3. Lotharr

    Anyone remember Scott Ritter, that fool?

    quote: Albany County Assistant District Attorney Cynthia Preiser agreed to have the case adjourned in contemplation of dismissal, meaning the charge would be dropped if Ritter stayed out of trouble for six months, and the case was subsequently sealed, the newspaper said. http://www.foxnews.com/story/0,2933,76196,00.html This demonstrates that the state's case was weak as crap....the mans wife went to court with him.....COIN-TEL-PRO.....If I had just spoken out against a "popular war" I wouldn't want to go before a jury either....rock and hard place. But I don't know the man so all I can do is try to reflect on a vague notion of innocence before corporate media castration...or something like that.... quote: I'm not going to look for it. You can if you want, but I think I showed you enough evidence. I doubt you'd believe it anyway, unless you heard it with your own ears. I wouldn't accept the notion of anyone from Iraq accepting Saddam as a good leader for their nation (well maybe a Sunni...but not an Americanized one).....however, that does not mean I wouldn't see the merit of an argument that tried to a deter a war where innocent people would be the vast majority of casualties and the "savior" would be the forces of Zionist oppression. And no, for the ignorant, who cannot separate Zionism from Judaism this is not an anti-Semitic statement....just putting some context on the actions of the potentially misunderstood Iraqi American....of course I always reserve the right to be wrongand for you to piss off. quote: What were you quoting FP 6....not in the exact context, but still I feel it is extremely telling....in a global and regional strategic analysis of morals and motivations.
  4. Lotharr

    Anyone remember Scott Ritter, that fool?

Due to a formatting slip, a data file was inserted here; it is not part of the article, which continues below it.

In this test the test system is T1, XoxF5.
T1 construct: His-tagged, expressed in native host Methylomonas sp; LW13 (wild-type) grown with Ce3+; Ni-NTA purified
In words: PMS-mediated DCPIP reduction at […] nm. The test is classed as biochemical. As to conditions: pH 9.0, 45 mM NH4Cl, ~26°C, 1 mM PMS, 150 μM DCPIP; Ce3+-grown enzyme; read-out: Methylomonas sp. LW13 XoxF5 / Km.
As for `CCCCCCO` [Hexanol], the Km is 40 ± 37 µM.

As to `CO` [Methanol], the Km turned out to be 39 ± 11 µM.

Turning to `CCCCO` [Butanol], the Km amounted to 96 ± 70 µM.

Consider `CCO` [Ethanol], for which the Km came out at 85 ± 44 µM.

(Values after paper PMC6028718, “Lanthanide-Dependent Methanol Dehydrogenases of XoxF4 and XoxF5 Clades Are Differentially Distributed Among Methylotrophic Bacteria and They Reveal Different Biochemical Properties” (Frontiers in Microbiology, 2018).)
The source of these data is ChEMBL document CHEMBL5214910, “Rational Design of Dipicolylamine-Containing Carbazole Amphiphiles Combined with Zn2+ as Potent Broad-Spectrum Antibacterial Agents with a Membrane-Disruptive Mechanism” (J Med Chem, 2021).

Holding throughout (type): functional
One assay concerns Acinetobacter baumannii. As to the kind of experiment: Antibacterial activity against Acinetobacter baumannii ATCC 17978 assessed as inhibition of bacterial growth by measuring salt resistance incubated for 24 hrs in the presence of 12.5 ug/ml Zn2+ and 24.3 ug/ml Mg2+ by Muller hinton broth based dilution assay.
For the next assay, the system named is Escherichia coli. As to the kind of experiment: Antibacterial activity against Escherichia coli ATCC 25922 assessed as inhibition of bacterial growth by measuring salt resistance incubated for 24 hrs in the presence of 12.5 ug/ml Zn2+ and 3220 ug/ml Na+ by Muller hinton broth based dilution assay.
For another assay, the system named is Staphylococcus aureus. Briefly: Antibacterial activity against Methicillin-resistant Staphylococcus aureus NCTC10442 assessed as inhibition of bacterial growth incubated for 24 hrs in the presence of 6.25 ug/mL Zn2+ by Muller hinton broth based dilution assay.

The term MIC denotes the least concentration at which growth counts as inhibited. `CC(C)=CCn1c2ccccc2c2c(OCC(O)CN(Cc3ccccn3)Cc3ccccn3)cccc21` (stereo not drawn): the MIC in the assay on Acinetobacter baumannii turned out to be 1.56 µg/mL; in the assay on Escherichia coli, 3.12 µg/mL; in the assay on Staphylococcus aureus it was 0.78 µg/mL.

quote: Fact is that once the inspectors left, Sadam would not let them back in. Ok hook me up....where is this documented? quote: And what is this crap about Iraq not being ready for democracy, what kind of arrogance is that? I never said that....I think the question is how can an American style democracy function in a country with three strongly nationalistic forces all striving for independence or control of the government. Also, how is democracy supposed to "flower" under American governors who are deeply resented by two out of three ethnic groups? These are the legitimate questions that were not debated and still hang unanswered. quote: He failed miserably in seminary school and BARELY got his degree, so you want to compare I didn't realize that these two had so much in common....guess that's why I feel both make for terrible leaders. quote: Oh, and if you said that about PRESIDENT Bush in front of Denney, you would be hoping that he would kill you quick. quote: Japan to turn over to a democracy in a little over 2 years Your not seriously comparing these two radically different situations are you? quote: There's more, but that should be sufficient. Please provide it. If you read the article everything is alleged and he was at worst only charged. There were no convictions, only vindication. He is an enemy of the state and subject to COINTELPRO operations. But really we cannot prove any of this. We do know that this all started with the weekly standard that is most certainly a right wing publication. So if you can do better than speculation with actual convictions or hard evidence I would agree. This was in there too: quote: What's more, Ritter's conversion apparently began before he ever met al-Khafaji. In 1999 he published Endgame, a book that railed against the Clinton administration, labeled the sanctions against Iraq "evil," and suggested that the international community could do business with Saddam. It was only after Endgame was published that Ritter says he was approached by al-Khafaji. It's possible that Ritter took money from al-Khafaji, or some other ally or agent of Saddam, before writing Endgame. But there's no evidence of that http://slate.msn.com/id/2071502/ Who knows if what he said is correct....all I know is he was there and he is an unpopular type of patriot and really the only way to deal with what he said is to smear him.....when we find the huge stock of WMD we will know he was wrong....if we don't I think Ritter will be off everyone's radar as this administration frantically atttemps damage control. It is odd that no third parties are working with US forces to search for WMD.... I would also like to see real evidence against Skakir al-Khafaji.... quote: We are sending the wrong message people, is there anyone else realizing this More and more everyday. Fun with Hamilton: quote: Has it not, on the contrary, invariably been found that momentary passions, and immediate interest, have a more active and imperious control over human conduct than general or remote considerations of policy, utility or justice? Have republics in practice been less addicted to war than monarchies? Are not the former administered by MEN as well as the latter? Are there not aversions, predilections, rivalships, and desires of unjust acquisitions, that affect nations as well as kings? Are not popular assemblies frequently subject to the impulses of rage, resentment, jealousy, avarice, and of other irregular and violent propensities? Is it not well known that their determinations are often governed by a few individuals in whom they place confidence, and are, of course, liable to be tinctured by the passions and views of those individuals? Has commerce hitherto done anything more than change the objects of war? Is not the love of wealth as domineering and enterprising a passion as that of power or glory? Have there not been as many wars founded upon commercial motives since that has become the prevailing system of nations, as were before occasioned by the cupidity of territory or dominion? Has not the spirit of commerce, in many instances, administered new incentives to the appetite, both for the one and for the other? Let experience, the least fallible guide of human opinions, be appealed to for an answer to these inquiries.